The future of the model seemed a little brighter come the 1930s, when Ernest Groucott, an ex-Grenadier Guardsman, undertook some renovation work. As an army driver he had been active in the area during the war and had seen the model being constructed. By 1932 he was giving guided tours of the model for a small fee and a restoration fund had been set up.

But this memento of the First War could only decline further as Britain faced the Second, and while local children played on it in the 1940s and 50s, by the 1960s it had almost completely disappeared from view.

And so it remained until 2007, when Richard Pursehouse picked up what he thought was a stick to throw for his dog – and discovered it was in fact concrete.  Richard and Lee had been researching the model since discussing it on a trip to the Somme Battlefields the previous year, and had tried to find the site. However, seeing the overgrown condition of the area, with not a glimpse of the model to be seen, they had more or less decided (like the Council) that it had gone. But now, a little scraping revealed patches of concrete around the gorse bushes … how much of the model remained?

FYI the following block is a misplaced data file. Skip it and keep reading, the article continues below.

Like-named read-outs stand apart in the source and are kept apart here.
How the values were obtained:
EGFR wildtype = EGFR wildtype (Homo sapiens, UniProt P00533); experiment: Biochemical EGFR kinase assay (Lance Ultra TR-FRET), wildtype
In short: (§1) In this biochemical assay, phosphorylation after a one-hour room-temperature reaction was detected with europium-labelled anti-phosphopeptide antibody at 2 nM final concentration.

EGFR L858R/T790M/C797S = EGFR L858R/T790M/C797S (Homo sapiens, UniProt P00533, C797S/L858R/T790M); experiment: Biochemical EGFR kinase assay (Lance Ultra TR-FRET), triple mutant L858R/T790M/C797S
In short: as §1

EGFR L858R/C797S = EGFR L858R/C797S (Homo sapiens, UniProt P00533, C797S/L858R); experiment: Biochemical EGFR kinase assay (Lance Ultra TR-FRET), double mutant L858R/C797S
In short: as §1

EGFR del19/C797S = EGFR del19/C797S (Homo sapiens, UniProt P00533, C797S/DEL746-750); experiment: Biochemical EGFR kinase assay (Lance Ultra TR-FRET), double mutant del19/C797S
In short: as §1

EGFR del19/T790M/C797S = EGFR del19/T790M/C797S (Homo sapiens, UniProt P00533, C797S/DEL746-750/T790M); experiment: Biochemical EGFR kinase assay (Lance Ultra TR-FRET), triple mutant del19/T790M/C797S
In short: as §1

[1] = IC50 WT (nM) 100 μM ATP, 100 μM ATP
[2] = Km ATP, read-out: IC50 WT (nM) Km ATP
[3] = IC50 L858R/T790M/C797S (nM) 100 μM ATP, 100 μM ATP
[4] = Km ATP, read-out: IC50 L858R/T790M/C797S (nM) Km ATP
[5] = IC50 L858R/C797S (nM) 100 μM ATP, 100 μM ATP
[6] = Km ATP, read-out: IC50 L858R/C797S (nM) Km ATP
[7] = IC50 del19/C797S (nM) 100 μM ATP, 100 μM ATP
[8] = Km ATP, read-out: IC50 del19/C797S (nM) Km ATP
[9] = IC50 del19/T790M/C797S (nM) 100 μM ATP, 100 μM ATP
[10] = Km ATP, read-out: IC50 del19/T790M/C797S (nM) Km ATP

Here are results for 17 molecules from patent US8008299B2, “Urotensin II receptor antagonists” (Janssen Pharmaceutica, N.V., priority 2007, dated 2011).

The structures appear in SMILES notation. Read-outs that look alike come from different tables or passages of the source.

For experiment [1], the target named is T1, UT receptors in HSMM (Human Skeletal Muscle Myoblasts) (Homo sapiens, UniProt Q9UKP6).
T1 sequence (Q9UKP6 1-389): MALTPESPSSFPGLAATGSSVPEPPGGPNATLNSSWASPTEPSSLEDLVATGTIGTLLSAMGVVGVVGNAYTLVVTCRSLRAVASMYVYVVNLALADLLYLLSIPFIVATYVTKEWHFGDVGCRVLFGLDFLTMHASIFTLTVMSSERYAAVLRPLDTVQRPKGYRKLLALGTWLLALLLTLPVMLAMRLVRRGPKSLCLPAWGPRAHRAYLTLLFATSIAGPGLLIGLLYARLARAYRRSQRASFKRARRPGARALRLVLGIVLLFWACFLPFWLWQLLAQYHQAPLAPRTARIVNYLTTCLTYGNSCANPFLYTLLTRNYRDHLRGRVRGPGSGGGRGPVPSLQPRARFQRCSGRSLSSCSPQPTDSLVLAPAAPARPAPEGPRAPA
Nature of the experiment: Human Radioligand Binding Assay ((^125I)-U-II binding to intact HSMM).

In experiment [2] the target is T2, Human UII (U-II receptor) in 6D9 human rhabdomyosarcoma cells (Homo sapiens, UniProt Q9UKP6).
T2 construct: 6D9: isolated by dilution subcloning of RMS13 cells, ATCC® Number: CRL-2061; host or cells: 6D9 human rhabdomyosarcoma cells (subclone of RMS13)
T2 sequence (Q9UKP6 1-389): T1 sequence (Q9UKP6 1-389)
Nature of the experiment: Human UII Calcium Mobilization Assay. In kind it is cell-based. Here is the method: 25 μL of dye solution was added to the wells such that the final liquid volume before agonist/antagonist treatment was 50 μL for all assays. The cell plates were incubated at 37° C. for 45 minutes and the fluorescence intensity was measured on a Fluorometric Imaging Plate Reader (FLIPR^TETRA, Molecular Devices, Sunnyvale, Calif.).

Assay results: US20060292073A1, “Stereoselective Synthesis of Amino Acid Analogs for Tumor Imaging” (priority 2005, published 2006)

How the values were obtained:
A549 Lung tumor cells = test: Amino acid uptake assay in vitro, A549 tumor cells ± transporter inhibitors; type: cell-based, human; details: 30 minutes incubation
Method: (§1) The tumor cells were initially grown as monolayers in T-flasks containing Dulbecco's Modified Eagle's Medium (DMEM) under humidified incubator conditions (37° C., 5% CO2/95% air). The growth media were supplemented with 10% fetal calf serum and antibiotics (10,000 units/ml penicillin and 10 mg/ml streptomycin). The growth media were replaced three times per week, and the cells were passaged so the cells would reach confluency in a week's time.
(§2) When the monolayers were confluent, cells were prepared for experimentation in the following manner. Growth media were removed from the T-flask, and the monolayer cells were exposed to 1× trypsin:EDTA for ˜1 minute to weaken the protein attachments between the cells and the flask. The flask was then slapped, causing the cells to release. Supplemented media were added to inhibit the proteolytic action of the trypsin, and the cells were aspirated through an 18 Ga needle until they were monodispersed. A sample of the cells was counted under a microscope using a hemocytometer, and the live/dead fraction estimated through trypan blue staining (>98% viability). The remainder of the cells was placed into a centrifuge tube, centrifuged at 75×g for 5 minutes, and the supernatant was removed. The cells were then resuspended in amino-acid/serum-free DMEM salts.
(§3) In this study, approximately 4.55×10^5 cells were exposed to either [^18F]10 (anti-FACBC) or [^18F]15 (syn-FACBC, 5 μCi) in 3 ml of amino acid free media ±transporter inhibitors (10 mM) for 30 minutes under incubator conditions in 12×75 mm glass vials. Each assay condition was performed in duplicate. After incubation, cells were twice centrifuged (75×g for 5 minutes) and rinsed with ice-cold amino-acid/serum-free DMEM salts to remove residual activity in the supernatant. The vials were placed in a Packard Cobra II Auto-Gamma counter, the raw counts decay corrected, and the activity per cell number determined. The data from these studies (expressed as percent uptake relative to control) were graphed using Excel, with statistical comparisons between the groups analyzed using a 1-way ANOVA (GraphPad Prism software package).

In December 2007 Staffordshire County Council commissioned Birmingham Archaeology to assess the area identified by the Chase Project.  With the help of Dolores Ho of the National Army Museum in New Zealand, Richard and Lee continued to research the model, establishing the existence of the viewing area on three sides and that it had been built ‘under instructions from Lieutenant Colonel J.G. Roache for the use of the Regimental School to instruct officers and NCOs in Topography’. The Chase Project was able to gather an extensive dataset of maps, photographs and diaries to help archaeologists in their task.